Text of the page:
The last descendants of an evil race of warriors known as the Saiyans are on a collision course with Earth, and Goku – the strongest fighter on the planet – is all that stands between humanity and extinction. To save his friends and the world he loves, Goku travels to a realm from which few return. There are some odd cuts in this part, more noticeable than in the previous sections. I figure it is due to the larger amount of unnecessary content. Often one character will be doing one thing, then the next time you see them they are in a different place, or doing something different for no apparent reason. If you watch the old DVDs or VHS series then you see where and why the cuts were made. These cuts are most noticeable though in those slow episodes. In the busier episodes, things seem to be more cohesive.
I must say that I am a fan of this release. I was a huge fan of the Cell and Cell Games sagas and I remember quite a bit of the dialogue and action (from the old VHS dubs) and I am glad that this keeps true to the heart of the series. Also of note: with the new English dubbing, 16, 18, and Cell have very different sounding voices, so it takes a bit of getting used to with the new dubs. The voice acting for Goku, Trunks, Krillin, Gohan, Piccolo and Vegeta are pretty true to the original. The places where Toei made the cuts and edits are becoming more obvious now. You really kind of notice it for example, when Piccolo is talking on the lookout in his torn battle clothing then they show Tien, then Piccolo again, yet this time he has his shiny new outfit on. Since I have the original DVDs I have been watching the new release and going back and re-watching the old release. It is during these episodes where I start to think the original US release may have been slightly better quality (dubbing, music, and more content). I still enjoy this release immensely and do not regret purchasing at all.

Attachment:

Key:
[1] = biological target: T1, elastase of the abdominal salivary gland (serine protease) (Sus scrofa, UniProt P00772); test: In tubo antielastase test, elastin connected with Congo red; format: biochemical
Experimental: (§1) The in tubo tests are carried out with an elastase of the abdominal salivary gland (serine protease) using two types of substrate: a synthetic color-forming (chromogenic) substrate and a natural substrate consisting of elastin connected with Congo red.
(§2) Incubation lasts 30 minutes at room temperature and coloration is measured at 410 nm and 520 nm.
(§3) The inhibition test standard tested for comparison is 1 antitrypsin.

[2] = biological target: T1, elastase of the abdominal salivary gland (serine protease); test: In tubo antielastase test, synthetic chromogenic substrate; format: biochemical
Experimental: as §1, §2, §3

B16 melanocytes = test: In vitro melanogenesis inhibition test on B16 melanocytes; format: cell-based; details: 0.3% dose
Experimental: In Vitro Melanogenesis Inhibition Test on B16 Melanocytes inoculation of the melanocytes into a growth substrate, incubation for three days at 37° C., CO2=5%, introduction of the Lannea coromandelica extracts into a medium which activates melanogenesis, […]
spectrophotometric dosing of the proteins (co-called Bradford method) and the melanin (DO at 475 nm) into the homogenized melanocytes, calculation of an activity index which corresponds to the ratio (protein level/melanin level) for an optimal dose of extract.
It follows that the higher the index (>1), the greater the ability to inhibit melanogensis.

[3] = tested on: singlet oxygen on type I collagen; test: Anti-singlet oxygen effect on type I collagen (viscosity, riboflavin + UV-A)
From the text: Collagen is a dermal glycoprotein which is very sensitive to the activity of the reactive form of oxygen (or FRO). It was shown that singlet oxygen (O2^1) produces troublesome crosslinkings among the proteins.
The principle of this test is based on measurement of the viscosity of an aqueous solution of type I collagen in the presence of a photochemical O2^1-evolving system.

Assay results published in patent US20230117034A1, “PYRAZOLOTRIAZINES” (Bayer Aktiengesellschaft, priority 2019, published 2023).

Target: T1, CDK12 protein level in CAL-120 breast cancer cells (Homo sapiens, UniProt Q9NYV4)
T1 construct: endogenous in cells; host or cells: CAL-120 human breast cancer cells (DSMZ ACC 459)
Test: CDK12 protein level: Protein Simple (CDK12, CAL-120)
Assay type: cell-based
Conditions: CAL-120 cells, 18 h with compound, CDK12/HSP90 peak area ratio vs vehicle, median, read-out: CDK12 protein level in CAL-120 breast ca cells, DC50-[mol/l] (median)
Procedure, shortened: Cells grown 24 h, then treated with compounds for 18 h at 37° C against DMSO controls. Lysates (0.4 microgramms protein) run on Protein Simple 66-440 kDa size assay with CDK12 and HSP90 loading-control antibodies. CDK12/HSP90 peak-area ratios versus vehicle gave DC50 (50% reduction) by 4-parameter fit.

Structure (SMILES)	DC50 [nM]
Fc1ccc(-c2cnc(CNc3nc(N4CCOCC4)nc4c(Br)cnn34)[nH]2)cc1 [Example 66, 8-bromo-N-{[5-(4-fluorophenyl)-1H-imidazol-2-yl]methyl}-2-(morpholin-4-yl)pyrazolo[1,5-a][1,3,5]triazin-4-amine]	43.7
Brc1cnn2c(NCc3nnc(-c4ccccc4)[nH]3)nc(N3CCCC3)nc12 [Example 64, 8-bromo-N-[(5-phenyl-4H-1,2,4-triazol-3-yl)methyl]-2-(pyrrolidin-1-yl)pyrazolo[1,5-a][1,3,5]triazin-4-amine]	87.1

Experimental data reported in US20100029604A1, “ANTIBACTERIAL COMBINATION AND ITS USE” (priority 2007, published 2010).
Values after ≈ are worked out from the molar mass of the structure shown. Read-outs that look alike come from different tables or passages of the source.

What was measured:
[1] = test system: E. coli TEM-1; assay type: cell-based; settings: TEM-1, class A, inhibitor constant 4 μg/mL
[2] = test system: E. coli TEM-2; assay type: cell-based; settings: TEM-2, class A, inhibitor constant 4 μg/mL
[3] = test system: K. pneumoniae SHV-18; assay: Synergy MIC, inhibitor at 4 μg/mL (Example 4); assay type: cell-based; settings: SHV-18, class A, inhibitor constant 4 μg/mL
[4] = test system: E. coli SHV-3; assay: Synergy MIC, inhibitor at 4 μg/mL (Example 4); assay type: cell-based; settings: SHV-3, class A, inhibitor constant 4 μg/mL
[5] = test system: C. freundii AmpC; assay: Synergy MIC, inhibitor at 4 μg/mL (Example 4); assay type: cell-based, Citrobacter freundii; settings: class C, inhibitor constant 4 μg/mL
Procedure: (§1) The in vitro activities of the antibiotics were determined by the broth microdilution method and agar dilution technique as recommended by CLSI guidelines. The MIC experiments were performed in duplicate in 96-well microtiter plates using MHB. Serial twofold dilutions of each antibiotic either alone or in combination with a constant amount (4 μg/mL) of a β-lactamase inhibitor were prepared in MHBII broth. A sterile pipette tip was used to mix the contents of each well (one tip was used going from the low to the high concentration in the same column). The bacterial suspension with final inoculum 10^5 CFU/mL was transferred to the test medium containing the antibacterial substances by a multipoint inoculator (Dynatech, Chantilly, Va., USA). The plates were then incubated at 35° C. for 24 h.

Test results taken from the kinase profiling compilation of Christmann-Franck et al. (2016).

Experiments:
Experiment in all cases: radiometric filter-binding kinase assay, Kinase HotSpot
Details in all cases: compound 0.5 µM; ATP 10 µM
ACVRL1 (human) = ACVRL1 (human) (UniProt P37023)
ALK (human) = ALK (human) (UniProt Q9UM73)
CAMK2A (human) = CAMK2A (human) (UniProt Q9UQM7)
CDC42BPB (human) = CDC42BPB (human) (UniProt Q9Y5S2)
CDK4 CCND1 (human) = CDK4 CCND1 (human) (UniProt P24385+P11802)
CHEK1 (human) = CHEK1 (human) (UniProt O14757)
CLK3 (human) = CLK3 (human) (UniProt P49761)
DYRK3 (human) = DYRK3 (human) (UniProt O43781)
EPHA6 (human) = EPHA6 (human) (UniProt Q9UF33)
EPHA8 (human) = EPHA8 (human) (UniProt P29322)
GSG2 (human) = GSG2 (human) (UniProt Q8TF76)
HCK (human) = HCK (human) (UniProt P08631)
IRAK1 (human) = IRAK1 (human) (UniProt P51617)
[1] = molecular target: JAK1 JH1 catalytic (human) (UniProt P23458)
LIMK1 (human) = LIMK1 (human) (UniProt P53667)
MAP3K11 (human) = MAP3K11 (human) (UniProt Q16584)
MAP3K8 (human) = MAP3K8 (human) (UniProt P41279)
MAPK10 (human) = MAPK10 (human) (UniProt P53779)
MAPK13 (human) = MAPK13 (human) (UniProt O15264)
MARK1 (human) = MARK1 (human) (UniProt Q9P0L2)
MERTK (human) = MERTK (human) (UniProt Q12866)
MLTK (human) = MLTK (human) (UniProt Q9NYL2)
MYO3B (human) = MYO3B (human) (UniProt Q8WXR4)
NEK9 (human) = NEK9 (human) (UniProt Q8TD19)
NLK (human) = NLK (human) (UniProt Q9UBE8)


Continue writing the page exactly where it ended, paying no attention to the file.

I would highly recommend Kai for those who want to watch Dragon Ball Z without most of the filler. However, there are some drawbacks in Kai: the original score is replaced by the original DBZ score by Kikuchi and Kai doesn’t contain the Majin Boo saga. But, keep in mind, Dragon Ball Z Kai arrives in celebration of that 25th Anniversary. It is not a new series, but rather a rebuilding of Akira Toriyama’s Dragon Ball Z anime. Part Seven of this continuing series of volumes is really nothing groundbreaking. 78-88 were always some of my favorite arcs and seeing Cell again brings back good visions of nostalgia. Not to mention, the blu-ray video quality looks amazing. One could make excuses that this is an aged but of animation done on film and that is to be expected, but given what a fuss was made over how there was a major restoration undertaken on this I cut it some slack.
The androids and Cell provide some exciting new enemies for our heroes to confront, and the reappearance of Goku gives longtime fans something to celebrate. What some may have an issue with is yet another Deus ex Machina plot point which sees our heroes able to up their power yet again to defeat a dastardly enemy. How many more “level ups” will be needed to get us through the series’ final few episodes? This will be worth it for DBZ enthusiasts looking to complete their collections, but over the course of the series, Dragon Ball Z Kai never really grows beyond one violent clash after the next with the outcome always being rather predictable. But, this is DRAGON BALL Z! When has that ever been a bad thing?